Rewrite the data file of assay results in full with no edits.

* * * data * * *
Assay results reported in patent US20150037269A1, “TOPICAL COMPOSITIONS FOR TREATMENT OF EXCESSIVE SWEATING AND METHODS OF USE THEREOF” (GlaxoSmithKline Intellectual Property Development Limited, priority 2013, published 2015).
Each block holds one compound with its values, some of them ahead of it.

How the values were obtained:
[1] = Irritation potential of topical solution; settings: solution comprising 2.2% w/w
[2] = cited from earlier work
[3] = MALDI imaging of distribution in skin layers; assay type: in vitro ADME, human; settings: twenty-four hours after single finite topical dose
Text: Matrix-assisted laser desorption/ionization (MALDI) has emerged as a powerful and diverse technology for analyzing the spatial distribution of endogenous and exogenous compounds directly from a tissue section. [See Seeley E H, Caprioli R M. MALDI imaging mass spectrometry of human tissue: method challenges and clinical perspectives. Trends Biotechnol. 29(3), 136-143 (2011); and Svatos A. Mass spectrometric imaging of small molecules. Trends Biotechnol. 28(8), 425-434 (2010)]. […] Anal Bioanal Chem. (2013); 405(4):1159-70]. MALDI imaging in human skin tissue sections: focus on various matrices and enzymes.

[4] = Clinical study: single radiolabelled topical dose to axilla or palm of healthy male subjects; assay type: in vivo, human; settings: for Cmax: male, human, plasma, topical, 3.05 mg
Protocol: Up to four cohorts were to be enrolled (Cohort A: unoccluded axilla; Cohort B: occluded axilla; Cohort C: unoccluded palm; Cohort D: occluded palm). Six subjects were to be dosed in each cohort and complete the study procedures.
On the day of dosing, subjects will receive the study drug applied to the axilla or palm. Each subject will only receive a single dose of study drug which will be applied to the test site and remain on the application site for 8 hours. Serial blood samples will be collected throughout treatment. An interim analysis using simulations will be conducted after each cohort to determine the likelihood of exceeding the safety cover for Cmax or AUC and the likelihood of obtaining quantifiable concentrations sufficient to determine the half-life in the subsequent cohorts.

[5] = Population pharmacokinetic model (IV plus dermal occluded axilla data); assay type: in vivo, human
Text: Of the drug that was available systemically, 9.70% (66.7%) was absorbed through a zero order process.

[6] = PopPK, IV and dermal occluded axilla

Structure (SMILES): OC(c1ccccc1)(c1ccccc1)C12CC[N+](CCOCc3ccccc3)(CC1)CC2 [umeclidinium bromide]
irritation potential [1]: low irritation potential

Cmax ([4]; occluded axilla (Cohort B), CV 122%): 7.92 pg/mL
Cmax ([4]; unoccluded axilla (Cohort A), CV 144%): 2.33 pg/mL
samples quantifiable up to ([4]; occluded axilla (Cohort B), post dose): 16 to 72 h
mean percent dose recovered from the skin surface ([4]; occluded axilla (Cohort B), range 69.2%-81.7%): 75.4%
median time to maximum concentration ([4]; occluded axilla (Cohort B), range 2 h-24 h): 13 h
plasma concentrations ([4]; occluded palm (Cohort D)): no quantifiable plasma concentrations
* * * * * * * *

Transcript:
Assay results reported in patent US20150037269A1, “TOPICAL COMPOSITIONS FOR TREATMENT OF EXCESSIVE SWEATING AND METHODS OF USE THEREOF” (GlaxoSmithKline Intellectual Property Development Limited, priority 2013, published 2015).
Each block holds one compound with its values, some of them ahead of it.

How the values were obtained:
[1] = Irritation potential of topical solution; settings: solution comprising 2.2% w/w
[2] = cited from earlier work
[3] = MALDI imaging of distribution in skin layers; assay type: in vitro ADME, human; settings: twenty-four hours after single finite topical dose
Text: Matrix-assisted laser desorption/ionization (MALDI) has emerged as a powerful and diverse technology for analyzing the spatial distribution of endogenous and exogenous compounds directly from a tissue section. [See Seeley E H, Caprioli R M. MALDI imaging mass spectrometry of human tissue: method challenges and clinical perspectives. Trends Biotechnol. 29(3), 136-143 (2011); and Svatos A. Mass spectrometric imaging of small molecules. Trends Biotechnol. 28(8), 425-434 (2010)]. […] Anal Bioanal Chem. (2013); 405(4):1159-70]. MALDI imaging in human skin tissue sections: focus on various matrices and enzymes.

[4] = Clinical study: single radiolabelled topical dose to axilla or palm of healthy male subjects; assay type: in vivo, human; settings: for Cmax: male, human, plasma, topical, 3.05 mg
Protocol: Up to four cohorts were to be enrolled (Cohort A: unoccluded axilla; Cohort B: occluded axilla; Cohort C: unoccluded palm; Cohort D: occluded palm). Six subjects were to be dosed in each cohort and complete the study procedures.
On the day of dosing, subjects will receive the study drug applied to the axilla or palm. Each subject will only receive a single dose of study drug which will be applied to the test site and remain on the application site for 8 hours. Serial blood samples will be collected throughout treatment. An interim analysis using simulations will be conducted after each cohort to determine the likelihood of exceeding the safety cover for Cmax or AUC and the likelihood of obtaining quantifiable concentrations sufficient to determine the half-life in the subsequent cohorts.

[5] = Population pharmacokinetic model (IV plus dermal occluded axilla data); assay type: in vivo, human
Text: Of the drug that was available systemically, 9.70% (66.7%) was absorbed through a zero order process.

[6] = PopPK, IV and dermal occluded axilla

Structure (SMILES): OC(c1ccccc1)(c1ccccc1)C12CC[N+](CCOCc3ccccc3)(CC1)CC2 [umeclidinium bromide]
irritation potential [1]: low irritation potential

Cmax ([4]; occluded axilla (Cohort B), CV 122%): 7.92 pg/mL
Cmax ([4]; unoccluded axilla (Cohort A), CV 144%): 2.33 pg/mL
samples quantifiable up to ([4]; occluded axilla (Cohort B), post dose): 16 to 72 h
mean percent dose recovered from the skin surface ([4]; occluded axilla (Cohort B), range 69.2%-81.7%): 75.4%
median time to maximum concentration ([4]; occluded axilla (Cohort B), range 2 h-24 h): 13 h
plasma concentrations ([4]; occluded palm (Cohort D)): no quantifiable plasma concentrations